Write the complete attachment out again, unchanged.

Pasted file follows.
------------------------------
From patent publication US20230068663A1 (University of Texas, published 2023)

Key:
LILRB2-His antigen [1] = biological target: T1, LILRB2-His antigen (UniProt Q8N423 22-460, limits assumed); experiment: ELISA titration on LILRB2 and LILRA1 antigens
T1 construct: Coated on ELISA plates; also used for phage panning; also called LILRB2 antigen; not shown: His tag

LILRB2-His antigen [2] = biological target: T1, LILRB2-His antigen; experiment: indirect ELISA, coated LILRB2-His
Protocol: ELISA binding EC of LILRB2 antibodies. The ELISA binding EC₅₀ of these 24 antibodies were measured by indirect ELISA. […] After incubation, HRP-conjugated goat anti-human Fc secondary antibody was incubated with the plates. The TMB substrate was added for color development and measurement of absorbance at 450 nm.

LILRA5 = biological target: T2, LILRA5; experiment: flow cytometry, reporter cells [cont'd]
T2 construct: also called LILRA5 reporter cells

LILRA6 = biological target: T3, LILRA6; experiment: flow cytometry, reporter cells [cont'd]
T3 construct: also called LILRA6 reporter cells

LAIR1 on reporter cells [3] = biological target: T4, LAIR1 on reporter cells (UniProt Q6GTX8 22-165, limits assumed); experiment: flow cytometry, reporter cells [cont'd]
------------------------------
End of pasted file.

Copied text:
From patent publication US20230068663A1 (University of Texas, published 2023)

Key:
LILRB2-His antigen [1] = biological target: T1, LILRB2-His antigen (UniProt Q8N423 22-460, limits assumed); experiment: ELISA titration on LILRB2 and LILRA1 antigens
T1 construct: Coated on ELISA plates; also used for phage panning; also called LILRB2 antigen; not shown: His tag

LILRB2-His antigen [2] = biological target: T1, LILRB2-His antigen; experiment: indirect ELISA, coated LILRB2-His
Protocol: ELISA binding EC of LILRB2 antibodies. The ELISA binding EC₅₀ of these 24 antibodies were measured by indirect ELISA. […] After incubation, HRP-conjugated goat anti-human Fc secondary antibody was incubated with the plates. The TMB substrate was added for color development and measurement of absorbance at 450 nm.

LILRA5 = biological target: T2, LILRA5; experiment: flow cytometry, reporter cells [cont'd]
T2 construct: also called LILRA5 reporter cells

LILRA6 = biological target: T3, LILRA6; experiment: flow cytometry, reporter cells [cont'd]
T3 construct: also called LILRA6 reporter cells

LAIR1 on reporter cells [3] = biological target: T4, LAIR1 on reporter cells (UniProt Q6GTX8 22-165, limits assumed); experiment: flow cytometry, reporter cells [cont'd]